The Mirror

A WARNING TO STARBUCKS BARISTAS: Don’t Bug Black Anchor Gwen Ifill Before Her Morning Java

PBS “NewsHour” anchor Gwen Ifill isn’t hot on Starbucks race talk idea.

But not for the reasons she thinks you might think.

Earlier in the week, when Starbucks took the nation by storm by saying that baristas would now be holding sidebar discussions with customers about the volatile subject of race, everybody had their reactions.

And this was Ifill’s:

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Ifill says about 400 people misinterpreted her tweet. Hey, it happens.

“What I found most interesting was the people behind the tweets — black, white, other — who for their own reasons felt Starbucks might be going a step too far,” she wrote in a first-person account. “That’s actually not quite the interpretation I intended.”

She calls the Starbucks idea “flawed” and “under-caffeined” and “black and white.” All in all, Ifill thinks a conversation about race needs to be thoughtful and not so “fleeting.”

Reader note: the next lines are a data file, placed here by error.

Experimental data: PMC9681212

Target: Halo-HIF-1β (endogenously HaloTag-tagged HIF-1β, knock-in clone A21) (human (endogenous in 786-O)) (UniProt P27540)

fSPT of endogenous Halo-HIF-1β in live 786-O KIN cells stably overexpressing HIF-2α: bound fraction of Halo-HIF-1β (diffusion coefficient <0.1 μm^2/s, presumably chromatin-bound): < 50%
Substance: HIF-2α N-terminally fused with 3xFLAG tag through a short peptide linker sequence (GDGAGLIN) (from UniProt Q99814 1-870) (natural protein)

Except she then cites NPR’s Race Card Project, which invites people to talk about race in six words.

Um, is six words fleeting?

She also cites a “conversation” they’ve launched on the PBS website.

Just so Ifill knows, I could have conversed with my black barista for an hour the other day if I wanted to. The morning was slow. Things were quiet. He answered every question I had and didn’t rush me through my latte.

Whatever the case, Ifill doesn’t want you bugging her before her morning coffee.

But just in case I’ve misinterpreted her like 400 others, read her explanation here.